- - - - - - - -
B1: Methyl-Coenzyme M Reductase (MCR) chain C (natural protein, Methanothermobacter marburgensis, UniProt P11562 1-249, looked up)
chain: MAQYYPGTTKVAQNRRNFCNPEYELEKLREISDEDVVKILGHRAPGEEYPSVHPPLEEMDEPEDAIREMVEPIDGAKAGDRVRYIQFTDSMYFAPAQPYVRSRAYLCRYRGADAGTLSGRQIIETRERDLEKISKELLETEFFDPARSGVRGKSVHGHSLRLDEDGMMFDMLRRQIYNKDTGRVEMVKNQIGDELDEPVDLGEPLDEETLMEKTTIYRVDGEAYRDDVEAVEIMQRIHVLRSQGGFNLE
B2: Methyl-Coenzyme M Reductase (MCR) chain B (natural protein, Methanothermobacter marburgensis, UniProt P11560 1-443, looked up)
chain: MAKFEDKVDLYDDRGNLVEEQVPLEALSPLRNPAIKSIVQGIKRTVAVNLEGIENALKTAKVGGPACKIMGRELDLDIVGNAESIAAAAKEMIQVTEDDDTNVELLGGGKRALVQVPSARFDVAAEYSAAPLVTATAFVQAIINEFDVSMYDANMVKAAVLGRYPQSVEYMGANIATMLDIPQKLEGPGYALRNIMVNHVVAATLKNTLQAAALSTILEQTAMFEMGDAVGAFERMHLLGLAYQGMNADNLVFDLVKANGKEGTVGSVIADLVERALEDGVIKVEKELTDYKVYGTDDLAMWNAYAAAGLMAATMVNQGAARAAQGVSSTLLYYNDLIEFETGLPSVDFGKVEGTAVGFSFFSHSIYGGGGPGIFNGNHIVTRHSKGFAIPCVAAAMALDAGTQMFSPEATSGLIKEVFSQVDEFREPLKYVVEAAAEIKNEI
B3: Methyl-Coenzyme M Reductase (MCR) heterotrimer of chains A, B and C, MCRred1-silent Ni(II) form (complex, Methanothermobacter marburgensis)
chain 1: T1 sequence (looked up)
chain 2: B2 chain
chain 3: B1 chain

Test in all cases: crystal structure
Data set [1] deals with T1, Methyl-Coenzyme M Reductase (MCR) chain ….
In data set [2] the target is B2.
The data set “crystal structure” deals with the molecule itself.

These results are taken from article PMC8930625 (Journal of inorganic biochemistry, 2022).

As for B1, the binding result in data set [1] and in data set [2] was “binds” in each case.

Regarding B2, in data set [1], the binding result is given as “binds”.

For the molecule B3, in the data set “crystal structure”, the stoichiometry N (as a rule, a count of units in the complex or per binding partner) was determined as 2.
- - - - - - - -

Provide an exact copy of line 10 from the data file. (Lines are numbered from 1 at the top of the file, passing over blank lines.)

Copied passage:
Data set [1] deals with T1, Methyl-Coenzyme M Reductase (MCR) chain ….